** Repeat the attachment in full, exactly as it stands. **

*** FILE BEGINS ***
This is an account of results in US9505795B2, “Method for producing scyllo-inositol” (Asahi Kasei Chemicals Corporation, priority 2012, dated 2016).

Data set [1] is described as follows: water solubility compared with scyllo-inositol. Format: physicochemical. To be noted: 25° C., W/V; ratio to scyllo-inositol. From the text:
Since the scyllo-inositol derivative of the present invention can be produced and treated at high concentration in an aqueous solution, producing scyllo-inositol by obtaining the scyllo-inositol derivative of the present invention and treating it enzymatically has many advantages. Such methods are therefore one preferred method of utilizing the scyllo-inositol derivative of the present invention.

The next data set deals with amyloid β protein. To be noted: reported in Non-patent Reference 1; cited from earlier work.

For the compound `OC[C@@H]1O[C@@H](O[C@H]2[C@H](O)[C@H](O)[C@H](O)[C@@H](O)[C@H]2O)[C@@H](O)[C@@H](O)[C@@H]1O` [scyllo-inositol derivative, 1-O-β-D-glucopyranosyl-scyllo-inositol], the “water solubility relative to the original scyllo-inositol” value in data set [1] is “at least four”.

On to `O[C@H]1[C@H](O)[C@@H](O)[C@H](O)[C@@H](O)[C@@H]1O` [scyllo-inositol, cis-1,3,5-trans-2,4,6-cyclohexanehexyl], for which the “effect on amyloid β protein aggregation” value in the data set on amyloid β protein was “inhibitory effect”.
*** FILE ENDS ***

This is an account of results in US9505795B2, “Method for producing scyllo-inositol” (Asahi Kasei Chemicals Corporation, priority 2012, dated 2016).

Data set [1] is described as follows: water solubility compared with scyllo-inositol. Format: physicochemical. To be noted: 25° C., W/V; ratio to scyllo-inositol. From the text:
Since the scyllo-inositol derivative of the present invention can be produced and treated at high concentration in an aqueous solution, producing scyllo-inositol by obtaining the scyllo-inositol derivative of the present invention and treating it enzymatically has many advantages. Such methods are therefore one preferred method of utilizing the scyllo-inositol derivative of the present invention.

The next data set deals with amyloid β protein. To be noted: reported in Non-patent Reference 1; cited from earlier work.

For the compound `OC[C@@H]1O[C@@H](O[C@H]2[C@H](O)[C@H](O)[C@H](O)[C@@H](O)[C@H]2O)[C@@H](O)[C@@H](O)[C@@H]1O` [scyllo-inositol derivative, 1-O-β-D-glucopyranosyl-scyllo-inositol], the “water solubility relative to the original scyllo-inositol” value in data set [1] is “at least four”.

On to `O[C@H]1[C@H](O)[C@@H](O)[C@H](O)[C@@H](O)[C@@H]1O` [scyllo-inositol, cis-1,3,5-trans-2,4,6-cyclohexanehexyl], for which the “effect on amyloid β protein aggregation” value in the data set on amyloid β protein was “inhibitory effect”.